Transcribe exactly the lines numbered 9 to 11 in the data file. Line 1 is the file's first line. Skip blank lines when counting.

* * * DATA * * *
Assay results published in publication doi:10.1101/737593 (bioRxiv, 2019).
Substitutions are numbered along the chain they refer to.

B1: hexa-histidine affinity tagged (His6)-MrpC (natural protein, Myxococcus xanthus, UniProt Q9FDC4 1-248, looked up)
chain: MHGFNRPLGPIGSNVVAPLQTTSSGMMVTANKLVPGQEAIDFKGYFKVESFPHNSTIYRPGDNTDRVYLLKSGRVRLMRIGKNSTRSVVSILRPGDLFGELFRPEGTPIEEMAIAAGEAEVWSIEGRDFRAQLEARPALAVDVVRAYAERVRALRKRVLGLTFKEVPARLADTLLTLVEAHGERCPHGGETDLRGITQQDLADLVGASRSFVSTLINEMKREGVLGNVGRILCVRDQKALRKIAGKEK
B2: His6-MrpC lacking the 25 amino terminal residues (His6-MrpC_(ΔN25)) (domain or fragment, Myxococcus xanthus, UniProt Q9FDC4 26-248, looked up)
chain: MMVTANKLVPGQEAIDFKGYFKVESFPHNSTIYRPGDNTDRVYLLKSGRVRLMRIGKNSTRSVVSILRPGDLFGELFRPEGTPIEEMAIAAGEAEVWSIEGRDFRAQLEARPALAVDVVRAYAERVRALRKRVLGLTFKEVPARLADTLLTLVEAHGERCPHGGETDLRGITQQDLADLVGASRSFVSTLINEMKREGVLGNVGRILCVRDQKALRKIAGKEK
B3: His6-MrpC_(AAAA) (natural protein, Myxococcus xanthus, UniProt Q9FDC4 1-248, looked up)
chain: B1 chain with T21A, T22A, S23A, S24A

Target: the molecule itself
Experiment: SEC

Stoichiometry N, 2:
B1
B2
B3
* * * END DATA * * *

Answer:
Target: the molecule itself
Experiment: SEC

Stoichiometry N, 2: